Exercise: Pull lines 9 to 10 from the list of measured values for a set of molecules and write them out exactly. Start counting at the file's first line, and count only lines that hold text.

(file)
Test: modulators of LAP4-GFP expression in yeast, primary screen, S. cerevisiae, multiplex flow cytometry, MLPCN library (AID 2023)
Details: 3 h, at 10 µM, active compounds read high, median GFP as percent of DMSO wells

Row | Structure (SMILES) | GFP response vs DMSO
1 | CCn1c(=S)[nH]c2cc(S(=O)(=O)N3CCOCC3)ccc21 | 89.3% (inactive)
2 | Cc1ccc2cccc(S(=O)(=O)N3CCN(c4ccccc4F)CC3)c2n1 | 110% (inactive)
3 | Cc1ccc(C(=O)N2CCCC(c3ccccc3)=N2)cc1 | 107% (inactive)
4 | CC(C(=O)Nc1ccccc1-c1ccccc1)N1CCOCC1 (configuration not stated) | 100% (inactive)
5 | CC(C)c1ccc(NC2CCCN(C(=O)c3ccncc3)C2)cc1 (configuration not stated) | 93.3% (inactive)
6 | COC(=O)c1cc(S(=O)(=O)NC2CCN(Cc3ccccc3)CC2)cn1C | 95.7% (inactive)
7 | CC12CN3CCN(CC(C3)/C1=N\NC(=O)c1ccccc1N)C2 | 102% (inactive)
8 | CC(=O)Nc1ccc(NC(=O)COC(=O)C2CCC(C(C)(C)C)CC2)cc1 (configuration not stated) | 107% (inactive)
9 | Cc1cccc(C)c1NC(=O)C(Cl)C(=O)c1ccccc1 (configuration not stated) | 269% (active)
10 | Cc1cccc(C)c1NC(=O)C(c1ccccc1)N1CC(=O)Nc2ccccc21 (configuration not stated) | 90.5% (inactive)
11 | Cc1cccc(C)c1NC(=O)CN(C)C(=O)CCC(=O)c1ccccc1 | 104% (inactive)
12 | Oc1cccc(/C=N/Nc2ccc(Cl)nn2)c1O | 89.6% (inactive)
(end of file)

6 | COC(=O)c1cc(S(=O)(=O)NC2CCN(Cc3ccccc3)CC2)cn1C | 95.7% (inactive)
7 | CC12CN3CCN(CC(C3)/C1=N\NC(=O)c1ccccc1N)C2 | 102% (inactive)